Harvard Medical School researchers have discovered nearly all the genes responsible for vision, which could help in diagnosing and treating blinding diseases.Macular degeneration affects 20 per cent of people over age 75. Discovery of the full set of photoreceptor genes expressed int he retinal cells, which was made in mice, could also lead to new methods for preserving and restoring the vision of those affected.
Photoreceptors - cones, which are activated by light, and rods, which operate only at night - are susceptible to a wide variety of inherited diseases, suchas retinitis pigmentosa and cone-rod dystrophy. The newly identified gene set, which is reported in the journal Cell, could lead to the identification of genes which, when mutated, cause these degenerative diseases.
According to Connie Cepko, HMS professor of genetics and senior author of the study the search for disease genes was cut by 100-fold. People at risk for inherited retinal disease - estimated to be one person in 2000 - could be screened for these mutants. The newly identified genetic database could lead to new methods for slowing or staying the course of disease once it occurs. "The more we know about how the genes work, the better we will be able to find ways to treat, and possibly, prevent disease," said Cepko. Information about how the genes work inside photoreceptors - which genes are turned on and when -could even lead to ways to replace dead or damaged cells. "Can we manipulate these genes in such a way to coax stem cells to becoem photoreceptors?" she said.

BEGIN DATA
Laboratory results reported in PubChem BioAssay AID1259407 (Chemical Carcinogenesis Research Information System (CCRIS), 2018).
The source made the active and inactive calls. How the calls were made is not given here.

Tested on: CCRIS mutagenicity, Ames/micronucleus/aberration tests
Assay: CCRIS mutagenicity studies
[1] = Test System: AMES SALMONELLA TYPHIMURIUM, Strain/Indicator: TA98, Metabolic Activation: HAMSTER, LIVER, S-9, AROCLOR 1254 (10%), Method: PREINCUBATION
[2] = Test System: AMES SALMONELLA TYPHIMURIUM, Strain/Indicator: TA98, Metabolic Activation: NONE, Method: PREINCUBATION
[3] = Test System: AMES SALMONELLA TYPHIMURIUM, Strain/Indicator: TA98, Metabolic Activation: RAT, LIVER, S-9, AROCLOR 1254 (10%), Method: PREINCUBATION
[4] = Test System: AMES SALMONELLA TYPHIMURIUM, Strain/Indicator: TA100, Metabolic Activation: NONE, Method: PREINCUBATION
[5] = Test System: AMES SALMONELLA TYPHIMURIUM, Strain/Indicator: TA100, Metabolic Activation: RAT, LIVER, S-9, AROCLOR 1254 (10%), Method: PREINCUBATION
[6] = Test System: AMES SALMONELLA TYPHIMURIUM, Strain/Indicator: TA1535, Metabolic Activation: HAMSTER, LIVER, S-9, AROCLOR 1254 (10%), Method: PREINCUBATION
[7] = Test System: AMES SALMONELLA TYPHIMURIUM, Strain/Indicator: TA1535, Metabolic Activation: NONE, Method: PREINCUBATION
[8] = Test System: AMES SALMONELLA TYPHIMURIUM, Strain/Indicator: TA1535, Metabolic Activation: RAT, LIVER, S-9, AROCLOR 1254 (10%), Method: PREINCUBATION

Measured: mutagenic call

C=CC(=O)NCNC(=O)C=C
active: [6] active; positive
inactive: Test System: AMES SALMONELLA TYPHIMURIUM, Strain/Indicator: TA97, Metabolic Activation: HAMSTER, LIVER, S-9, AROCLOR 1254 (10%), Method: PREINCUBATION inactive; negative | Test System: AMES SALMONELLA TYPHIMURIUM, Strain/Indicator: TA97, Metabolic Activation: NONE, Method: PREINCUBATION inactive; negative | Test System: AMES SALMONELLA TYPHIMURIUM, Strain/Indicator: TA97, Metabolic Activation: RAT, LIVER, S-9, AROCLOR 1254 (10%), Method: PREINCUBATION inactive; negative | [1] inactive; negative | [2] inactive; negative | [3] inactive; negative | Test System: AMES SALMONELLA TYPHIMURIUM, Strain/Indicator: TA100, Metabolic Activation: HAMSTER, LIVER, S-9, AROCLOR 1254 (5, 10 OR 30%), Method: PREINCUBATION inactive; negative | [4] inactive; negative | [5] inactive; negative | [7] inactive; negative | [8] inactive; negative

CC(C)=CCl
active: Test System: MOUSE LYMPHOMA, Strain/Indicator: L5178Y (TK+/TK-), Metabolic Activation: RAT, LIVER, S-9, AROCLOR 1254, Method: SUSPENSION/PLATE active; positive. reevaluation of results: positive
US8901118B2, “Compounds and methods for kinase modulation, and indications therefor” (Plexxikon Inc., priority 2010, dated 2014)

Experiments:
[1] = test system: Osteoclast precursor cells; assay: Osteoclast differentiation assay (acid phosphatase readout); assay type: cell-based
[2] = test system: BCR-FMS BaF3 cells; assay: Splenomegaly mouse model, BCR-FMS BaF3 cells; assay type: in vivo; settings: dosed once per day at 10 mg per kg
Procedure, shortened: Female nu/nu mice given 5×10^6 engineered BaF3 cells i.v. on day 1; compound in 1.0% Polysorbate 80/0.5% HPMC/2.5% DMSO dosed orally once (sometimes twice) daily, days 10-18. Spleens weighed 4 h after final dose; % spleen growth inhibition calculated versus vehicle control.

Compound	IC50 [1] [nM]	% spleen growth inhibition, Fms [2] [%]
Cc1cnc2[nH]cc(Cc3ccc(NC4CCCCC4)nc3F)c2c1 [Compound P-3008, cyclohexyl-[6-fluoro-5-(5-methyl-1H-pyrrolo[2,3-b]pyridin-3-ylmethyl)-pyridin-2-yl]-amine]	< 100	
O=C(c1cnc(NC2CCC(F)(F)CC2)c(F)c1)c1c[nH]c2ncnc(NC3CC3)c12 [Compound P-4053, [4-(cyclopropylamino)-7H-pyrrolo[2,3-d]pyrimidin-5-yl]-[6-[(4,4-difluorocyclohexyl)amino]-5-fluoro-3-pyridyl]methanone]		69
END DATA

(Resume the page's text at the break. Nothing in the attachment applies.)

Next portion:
A little more than half of the mutant genes for degenerative diseases of the retina had been identified when Cepko began his study. Using a computer program that compares snippets of genetic material taken from mouse retinal tissue with a huge genetic database from the mouse and human genome project, the researchers identified approximately 300 photoreceptor genes - five times the number that were previously known. Two hundred and sixty four of these were newly identified genes. Of these, 241 had homologs in humans.
"This makes photoreceptors the most well characterised cell type in the body," said Cepko. The database provides a genetic lantern by which to see the goings on inside photoreceptors. Fro ex, by removing a gene, and hence its protein, we can understand how that protein usually functions in cells.
Thus the research says that this is a "boon for human beings"..